El Paso P3 partnering across borders for a shared mission: COVID recovery
Though public private partnerships (P3s) have historically focused on real estate and infrastructure development, in recent months, P3s have created unique citywide and statewide COVID-19 recovery solutions. COVID-centered P3s have enjoyed success, from conception to implementation, by capitalizing on multiple stakeholders’ willingness to connect during high stakes situations to best provide resources that could save lives.
During this crisis, it became clear that a pandemic response can’t be tackled solely by governments, as entire communities are affected (e.g., healthcare providers, schools, employers). Though public health is the current focus, post pandemic, cities and states won’t need to invest in public health to this extent. COVID partnerships though, which emerged from urgency, and their unconventional approaches, can serve as models beyond crisis management, to routinely enable better public services at lower costs.
The COVID-19 Enhanced Regional Public Health Partnership, formed in El Paso, Texas, is an example of how to create a successful P3 across borders, that has a potential lifespan beyond the pandemic.
As the first of its kind for COVID recovery, this El Paso P3 intentionally crossed borders to tackle the crisis regionally, in support of El Paso (Texas), Ciudad Juárez (Mexico), and Las Cruces (New Mexico). It focused on improving communication and coordination between public sector officials, healthcare providers and private sector partners, with the aim of strengthening the region’s collective capacity to respond to the COVID-19 pandemic.
The P3 also brought non-traditional partners to the table to support the response when resources were low to fill in the gaps. El Paso, the Medical Center of the Americas Foundation (MCA), the Paso del Norte Health Foundation, Battelle, and UT-Houston School of Public Health serve as primary members of the partnership, and 30 additional community leaders and organizations signed on to be “coalition partners.”
El Paso: Crisis Mode
Even before the pandemic, El Paso was not a stranger to crisis situations. For years, it had been at the epicenter of immigration policy changes. Most recently, it coped with the aftermath of a mass shooting that killed and injured dozens. As a result, the city’s Emergency Operations Center (EOC) and many of its citizens have been in a constant state of emergency, stressing the public health capabilities in the region.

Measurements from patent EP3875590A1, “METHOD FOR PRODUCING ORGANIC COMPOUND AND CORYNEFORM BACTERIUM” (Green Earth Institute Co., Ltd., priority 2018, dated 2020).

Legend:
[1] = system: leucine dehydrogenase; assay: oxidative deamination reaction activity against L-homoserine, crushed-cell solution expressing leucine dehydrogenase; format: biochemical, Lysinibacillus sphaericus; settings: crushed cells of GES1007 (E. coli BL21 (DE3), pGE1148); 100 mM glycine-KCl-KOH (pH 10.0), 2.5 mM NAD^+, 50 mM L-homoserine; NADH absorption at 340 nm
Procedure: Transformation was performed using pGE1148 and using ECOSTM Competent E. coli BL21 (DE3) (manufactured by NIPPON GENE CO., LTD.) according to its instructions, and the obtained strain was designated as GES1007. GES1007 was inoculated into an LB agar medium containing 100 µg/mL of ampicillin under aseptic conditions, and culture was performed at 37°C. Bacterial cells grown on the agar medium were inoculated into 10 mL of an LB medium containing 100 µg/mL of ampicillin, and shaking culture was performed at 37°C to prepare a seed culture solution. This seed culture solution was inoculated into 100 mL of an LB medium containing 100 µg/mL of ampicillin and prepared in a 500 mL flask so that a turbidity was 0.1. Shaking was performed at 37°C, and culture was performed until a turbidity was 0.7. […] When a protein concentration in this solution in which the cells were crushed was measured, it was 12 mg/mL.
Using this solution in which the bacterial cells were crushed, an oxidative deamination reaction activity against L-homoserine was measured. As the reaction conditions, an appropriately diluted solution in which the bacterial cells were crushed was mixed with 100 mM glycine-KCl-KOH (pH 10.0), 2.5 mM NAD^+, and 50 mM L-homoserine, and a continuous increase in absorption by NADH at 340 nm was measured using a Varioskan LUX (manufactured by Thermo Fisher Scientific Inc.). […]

With that in mind, it was vital for El Paso to not only create a partnership that supported sister cities struggling with their own crises, but to adopt the right approach for this type of partnership for events that might occur moving forward.
A Cooperative Approach Vs. a Formal Approach
Public-private partnerships are generally highly structured with various rules and regulations and thus take a long time to implement. Adding the element of cross-border concerns, issues and logistics can easily complicate and slow down the process. Though the social and economic context doesn’t necessarily change when you cross borders, the laws in which they govern usually do, which can add a lot of red tape. This is a key reason why cross-border P3s are not actively pursued, despite the benefits they may yield.
The COVID-19 Enhanced Regional Public Health Partnership bypassed many of these challenges by keeping the partnership largely informal. There were few signed agreements, official governance documents and processes, or formally assigned staff. The partnership was structured as a cooperative rather than a legal vehicle, focused on coordinating each organization’s capabilities to meet the overall needs of the communities as effectively and efficiently as possible.
The P3 began with a coalition of people collaborating to assist one another, as opposed to a legalized structure with numerous terms and conditions, commitments, and obligations. Stakeholders focused on what connects El Paso, Ciudad Juárez, and Las Cruces, rather than what separates them, allowing for mutual support during an unprecedented time. As the partnership moved forward, that lack of formality remained and ultimately enabled the flexibility to work across borders quickly and easily.
The benefits of this unconstrained, rapidly established P3 was the creation of connections across organizations, a level of trust between these partners, and a track record of success. As a result, whether the ultimate goal is to expand this P3 or to establish a new one for resolving different issues, such as homelessness or access to healthcare, stakeholders will have a legacy of success with documented efficacies of this partnership model.
Revitalizing the P3 Model
Prior to the COVID crisis, P3s generally tackled development and real estate issues, but this pandemic allowed cities and states to be able to create social and health related P3s. While a revenue stream was a necessity for a P3 before, that’s no longer the case. The El Paso partnership, like many COVID-recovery P3s, are ultimately revitalizing the P3 model and widening the approaches that can be taken for a results-driven public-private partnership.
Mark Howard is a Managing Director leading the state and local government consulting practice with Alvarez & Marsal. He has spent 35 years as a government executive and a consultant to governments. Emma Wollschlager Schwartz is President of the Medical Center of the Americas (MCA) Foundation.